One evening in mid-2010, in her apartment in Chicago, Ainehi Edoro, then a PhD student at Duke University, looked up at her husband and mentioned that she was starting a blog. On August 1 of that year, she made her first post, a 264-word reflection on reading and coffee in a cafe. “Now think of a poem where flash media meets sound art to create poetic imagery so alive that the ‘reader’ can almost touch it,” she writes later that month. “Think of a novel or an anti-novel where the lost craft of the storyteller—oral narration—is fused with state of the art gaming and graphic design technology.” The literature she saw lived beyond the page, in technology.
There’s something tasking about responsibility, the recognition that something isn’t right and that you could change that, could lay the foundation for something truly beautiful, something to blossom and become bigger than you. By the time she began her blog in 2010, there was such a gap in African literature: its discussion was too formal, not too online, too elitist, not too trendy, not too fun for outsiders. The conversations around it were left to academics, consigned to academic journals and magazines and academic conferences. If she must plug the hole then her blog needed to be more than a platform for publishing writers, finding new writers, more than a site for literary news. Her blog needed to do these and more: create a 12-decade, multi-genre guide to African novels; blog Imbolo Mbue’s afro; publicize-cum-curate social media conversations that would have ended only in corners; blog Alain Mabanckou’s suits; create insistent buzz about initiatives that might possibly go unnoticed; blog Chimamanda Ngozi Adichie’s shoes; blog Petina Gappah’s singing—make the art and business of writing sexy.
Seven years on, and 2,082 posts later, and now assistant professor of global Anglophone literatures at Marquette University, her blog remains a centre of literature on the continent, with a remarkable non-African following as well: This year, it reached 10,000 and 11,000 Twitter followers. Her blog has elevated new voices and genres that otherwise might not have gotten a platform—speculative and fantasy literature, literature about queerness. It has reinvented African Literature as something fashionable and followable, Tweetable and Instagramable—taught us that writers’ fashion choices and hairstyles are as worthy of interest as their books, can make us to buy their books. In this, it has made celebrities out of writers whose work we might not have known sooner, whose works are offered in style beyond the page, spotting them before the rest of the world caught up, offering that the future of literature in Africa, the necessity that is its extraliterary relevance, lies not only in its adaptability to both technology and pop culture but in how those two spheres can be harnessed to build a community still rooted in literature. She might refer to herself as “the Linda Ikeji of African Literature,” but what she has built is a Bella Naija-meets-Literary Hub Olympics where the grand and the quotidian interact, an eclectic culture with no precedent but with, as far as intellectual things go, unimpeachable street cred.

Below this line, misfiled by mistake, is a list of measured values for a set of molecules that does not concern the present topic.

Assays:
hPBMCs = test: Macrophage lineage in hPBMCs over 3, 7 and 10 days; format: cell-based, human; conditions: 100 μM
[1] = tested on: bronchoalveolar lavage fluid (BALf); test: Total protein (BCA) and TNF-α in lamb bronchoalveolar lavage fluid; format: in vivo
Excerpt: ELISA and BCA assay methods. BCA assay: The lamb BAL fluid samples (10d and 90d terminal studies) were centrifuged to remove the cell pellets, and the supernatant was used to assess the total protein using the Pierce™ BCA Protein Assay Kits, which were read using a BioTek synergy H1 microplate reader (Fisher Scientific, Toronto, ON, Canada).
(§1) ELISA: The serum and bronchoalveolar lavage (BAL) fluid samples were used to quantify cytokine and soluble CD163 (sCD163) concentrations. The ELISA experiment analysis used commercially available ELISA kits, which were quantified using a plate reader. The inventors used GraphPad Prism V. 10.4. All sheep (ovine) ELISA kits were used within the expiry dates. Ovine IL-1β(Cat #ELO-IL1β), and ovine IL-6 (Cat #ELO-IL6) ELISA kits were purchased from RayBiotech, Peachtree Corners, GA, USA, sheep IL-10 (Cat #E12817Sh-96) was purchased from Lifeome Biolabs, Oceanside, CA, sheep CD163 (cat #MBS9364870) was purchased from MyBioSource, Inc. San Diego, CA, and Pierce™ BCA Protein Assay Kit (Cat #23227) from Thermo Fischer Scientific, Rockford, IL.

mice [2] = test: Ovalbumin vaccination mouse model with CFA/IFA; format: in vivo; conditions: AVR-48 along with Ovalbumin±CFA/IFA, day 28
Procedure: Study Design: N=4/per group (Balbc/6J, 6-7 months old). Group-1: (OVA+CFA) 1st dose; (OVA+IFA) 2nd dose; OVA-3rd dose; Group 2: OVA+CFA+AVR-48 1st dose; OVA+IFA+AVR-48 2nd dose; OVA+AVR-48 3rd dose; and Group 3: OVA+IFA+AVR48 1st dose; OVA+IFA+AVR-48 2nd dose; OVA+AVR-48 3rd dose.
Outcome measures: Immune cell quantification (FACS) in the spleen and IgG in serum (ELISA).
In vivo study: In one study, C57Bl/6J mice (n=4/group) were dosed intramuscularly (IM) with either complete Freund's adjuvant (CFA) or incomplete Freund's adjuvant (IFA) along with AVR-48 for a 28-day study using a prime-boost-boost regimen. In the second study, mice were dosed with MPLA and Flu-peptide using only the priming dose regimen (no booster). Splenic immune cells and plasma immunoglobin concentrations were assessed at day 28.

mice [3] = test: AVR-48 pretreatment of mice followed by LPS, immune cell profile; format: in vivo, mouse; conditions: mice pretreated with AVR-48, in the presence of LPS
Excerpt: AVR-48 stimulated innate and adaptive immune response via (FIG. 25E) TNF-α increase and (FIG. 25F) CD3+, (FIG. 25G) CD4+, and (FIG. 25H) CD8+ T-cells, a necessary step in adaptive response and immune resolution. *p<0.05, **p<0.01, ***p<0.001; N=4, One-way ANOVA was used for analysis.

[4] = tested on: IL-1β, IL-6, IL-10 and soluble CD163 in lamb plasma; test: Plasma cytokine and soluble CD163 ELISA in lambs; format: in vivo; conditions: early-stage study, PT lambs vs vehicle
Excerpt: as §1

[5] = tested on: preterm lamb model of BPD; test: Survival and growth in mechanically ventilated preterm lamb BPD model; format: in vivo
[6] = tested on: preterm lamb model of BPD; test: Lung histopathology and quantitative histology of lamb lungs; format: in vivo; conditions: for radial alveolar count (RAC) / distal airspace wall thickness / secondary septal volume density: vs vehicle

In 2014, Publishers Weekly named Brittle Paper a go-to book blog. In 2016, New African named Ainehi among “The 100 Most Influential Africans.” Enter 2017: a year in which her blog launched the first literary awards in Africa to be sponsored by a publication, highlighting 48 remarkable works in what she deems a “thank-you gesture”; a year in which writers she published or covered have cleared major literary prizes on the continent and beyond: won the Brunel Prize, the Etisalat Prize, the Commonwealth Prize, two Miles Morland Scholarships; nominated for the LAMBDA Literary Awards, the Caine Prize, the Short Story Day Africa Prize, the Nommo Awards, the Gerald Kraak Award, the Writivism Prize. It is a dynasty that she has founded, and entirely on her resources.
Before Ainehi Edoro, we didn’t think someone could care this much about writers known and upcoming, in public and in private: it is a generosity that puzzles, her tireless advocacy for the literary visions on the continent. Yesterday, December 11, was her birthday. Please join Brittle Paper in wishing her renewed energy and enthusiasm. And love and happiness and fulfillment and the wildest of successes. Happy birthday to the coolest, baddest editor in the game.